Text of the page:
Judging by the responses to our poster sessions, and the Twitter feed for several big Ignite presentations, connecting and collaborating globally was of interest to many attendees. I thoroughly enjoyed the Global Educators Brunch, hosted by @globaledcon and @VIFLearn; and the Global Education Day event. The brunch was made all the more special as it was the first time nearly all the #globalclassroom project leaders and organisers, from Australia, Canada, the United Kingdom, and all around the United States, were in the same room. Most of us were meeting for the first time after over four years of working online.
The Global Education Day was interesting, but its most important aspect was the people in the room. To sit alongside and converse with global educators who have inspired, guided, and helped make me the person I am today was an amazing, and very emotional experience.
Coding and Makerspaces
I must admit this is a particularly big interest of mine at the moment, as I am trying to advise my school on the future direction of our ICT program. I am quite keen to delve into robotics and Makerspaces, and I loved the chance to explore the Maker and Coding playground events at ISTE. I played with Cubelets, shared my experiences with the MakeyMakey, searched for information on LittleBits, Squishy Circuits, and collected as much information as possible about 3D printing. I have plenty of pics, and some big ideas which I’ll be taking back to school.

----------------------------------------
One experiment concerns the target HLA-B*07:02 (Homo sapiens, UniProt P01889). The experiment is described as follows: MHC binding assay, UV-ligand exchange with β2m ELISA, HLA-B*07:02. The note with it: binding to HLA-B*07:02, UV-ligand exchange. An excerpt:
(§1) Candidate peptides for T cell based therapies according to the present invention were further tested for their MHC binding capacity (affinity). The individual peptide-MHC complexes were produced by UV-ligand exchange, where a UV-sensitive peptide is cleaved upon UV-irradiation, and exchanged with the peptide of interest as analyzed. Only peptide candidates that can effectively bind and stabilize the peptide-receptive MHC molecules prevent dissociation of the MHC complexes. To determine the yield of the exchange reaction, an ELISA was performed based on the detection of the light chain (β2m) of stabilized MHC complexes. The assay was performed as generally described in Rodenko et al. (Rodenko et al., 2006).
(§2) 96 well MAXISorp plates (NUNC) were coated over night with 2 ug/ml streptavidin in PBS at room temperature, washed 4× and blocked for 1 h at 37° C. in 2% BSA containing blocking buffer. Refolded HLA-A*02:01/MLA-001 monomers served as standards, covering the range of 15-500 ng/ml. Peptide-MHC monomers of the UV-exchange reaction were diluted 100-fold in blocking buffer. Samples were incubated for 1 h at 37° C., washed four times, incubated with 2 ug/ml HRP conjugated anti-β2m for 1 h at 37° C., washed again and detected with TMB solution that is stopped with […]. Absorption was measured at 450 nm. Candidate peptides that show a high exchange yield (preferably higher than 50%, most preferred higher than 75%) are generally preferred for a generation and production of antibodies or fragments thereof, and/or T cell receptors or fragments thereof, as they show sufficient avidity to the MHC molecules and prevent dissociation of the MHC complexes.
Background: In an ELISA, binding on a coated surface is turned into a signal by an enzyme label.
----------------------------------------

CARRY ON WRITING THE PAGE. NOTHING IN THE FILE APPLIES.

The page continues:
The opportunity to share my story & expertise in global education and iPad integration
When I applied to present at ISTE last year, I was well aware that the organisers accept less than half of all applications. I submitted proposals for the Global Classroom Project Poster session, an iPad Creative Challenge Workshop, and joined another poster session focussed on global blogging and the Student Blogging Challenge. To my surprise, I was accepted for all three – which was unusual to say the least!
The two poster sessions were incredible learning experiences, and I thoroughly enjoyed the informal, conversation based format – even though two hours proved utterly exhausting (and a little overwhelming). My workshop was a challenging experience. With just five registrations, four people turned up on the night. One left shortly after it started (I have no idea why), and one gentleman was deaf! Among the challenges was trying to run a group collaborative session with just four people, and working with American Sign Language interpreters to ensure my deaf colleague found the session valuable. I received positive informal feedback in the session, but I’ll admit it was probably the most challenging presentation I’ve ever given.
Thank you for the memories!